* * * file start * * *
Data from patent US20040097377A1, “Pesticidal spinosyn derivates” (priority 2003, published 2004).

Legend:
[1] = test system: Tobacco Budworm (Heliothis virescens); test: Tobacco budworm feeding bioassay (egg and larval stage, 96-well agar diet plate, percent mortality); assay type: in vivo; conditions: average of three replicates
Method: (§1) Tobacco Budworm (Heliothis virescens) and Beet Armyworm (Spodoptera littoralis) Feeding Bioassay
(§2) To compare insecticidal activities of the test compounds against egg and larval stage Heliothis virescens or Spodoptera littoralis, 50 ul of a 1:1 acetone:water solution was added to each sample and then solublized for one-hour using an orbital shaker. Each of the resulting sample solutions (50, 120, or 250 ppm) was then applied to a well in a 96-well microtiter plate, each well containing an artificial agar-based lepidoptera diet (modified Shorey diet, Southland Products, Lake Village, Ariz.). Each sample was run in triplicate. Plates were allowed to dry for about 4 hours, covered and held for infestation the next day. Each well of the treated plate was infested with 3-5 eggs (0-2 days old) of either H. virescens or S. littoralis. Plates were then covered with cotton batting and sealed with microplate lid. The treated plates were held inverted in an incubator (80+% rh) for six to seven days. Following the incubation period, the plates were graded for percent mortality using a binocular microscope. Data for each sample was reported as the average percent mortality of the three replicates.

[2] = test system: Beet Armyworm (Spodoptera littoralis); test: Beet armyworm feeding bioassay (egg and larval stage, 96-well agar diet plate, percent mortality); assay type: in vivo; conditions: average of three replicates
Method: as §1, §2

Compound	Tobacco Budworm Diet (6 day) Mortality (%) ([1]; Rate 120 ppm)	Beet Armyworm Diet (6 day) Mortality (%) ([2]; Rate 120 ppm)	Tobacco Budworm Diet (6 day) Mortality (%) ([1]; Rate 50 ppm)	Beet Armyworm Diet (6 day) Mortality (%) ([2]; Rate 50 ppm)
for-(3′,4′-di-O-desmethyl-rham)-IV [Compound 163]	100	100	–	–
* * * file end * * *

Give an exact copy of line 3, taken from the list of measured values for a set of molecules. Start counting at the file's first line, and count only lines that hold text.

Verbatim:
[1] = test system: Tobacco Budworm (Heliothis virescens); test: Tobacco budworm feeding bioassay (egg and larval stage, 96-well agar diet plate, percent mortality); assay type: in vivo; conditions: average of three replicates